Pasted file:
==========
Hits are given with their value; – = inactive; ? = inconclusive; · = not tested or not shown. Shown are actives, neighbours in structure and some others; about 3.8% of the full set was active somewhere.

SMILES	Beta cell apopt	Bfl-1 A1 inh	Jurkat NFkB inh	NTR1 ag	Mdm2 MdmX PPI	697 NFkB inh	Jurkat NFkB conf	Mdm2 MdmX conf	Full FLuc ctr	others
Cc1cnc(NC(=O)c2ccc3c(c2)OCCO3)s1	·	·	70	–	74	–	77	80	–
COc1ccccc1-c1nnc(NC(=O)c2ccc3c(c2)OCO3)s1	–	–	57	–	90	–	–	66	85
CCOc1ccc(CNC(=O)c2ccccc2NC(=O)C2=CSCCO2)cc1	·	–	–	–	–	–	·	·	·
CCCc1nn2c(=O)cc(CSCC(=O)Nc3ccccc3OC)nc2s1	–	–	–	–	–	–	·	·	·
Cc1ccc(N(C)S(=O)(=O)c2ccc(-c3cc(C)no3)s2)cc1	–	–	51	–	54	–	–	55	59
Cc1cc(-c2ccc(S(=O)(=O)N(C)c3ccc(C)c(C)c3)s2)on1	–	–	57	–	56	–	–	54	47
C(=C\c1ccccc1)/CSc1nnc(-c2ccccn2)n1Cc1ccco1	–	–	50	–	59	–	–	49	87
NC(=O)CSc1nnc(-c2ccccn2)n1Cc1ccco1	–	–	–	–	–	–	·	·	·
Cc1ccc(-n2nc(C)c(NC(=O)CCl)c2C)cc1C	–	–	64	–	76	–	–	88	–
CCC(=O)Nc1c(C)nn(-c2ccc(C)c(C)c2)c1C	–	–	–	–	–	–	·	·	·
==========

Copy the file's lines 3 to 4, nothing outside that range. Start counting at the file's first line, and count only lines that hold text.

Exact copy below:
Cc1cnc(NC(=O)c2ccc3c(c2)OCCO3)s1	·	·	70	–	74	–	77	80	–
COc1ccccc1-c1nnc(NC(=O)c2ccc3c(c2)OCO3)s1	–	–	57	–	90	–	–	66	85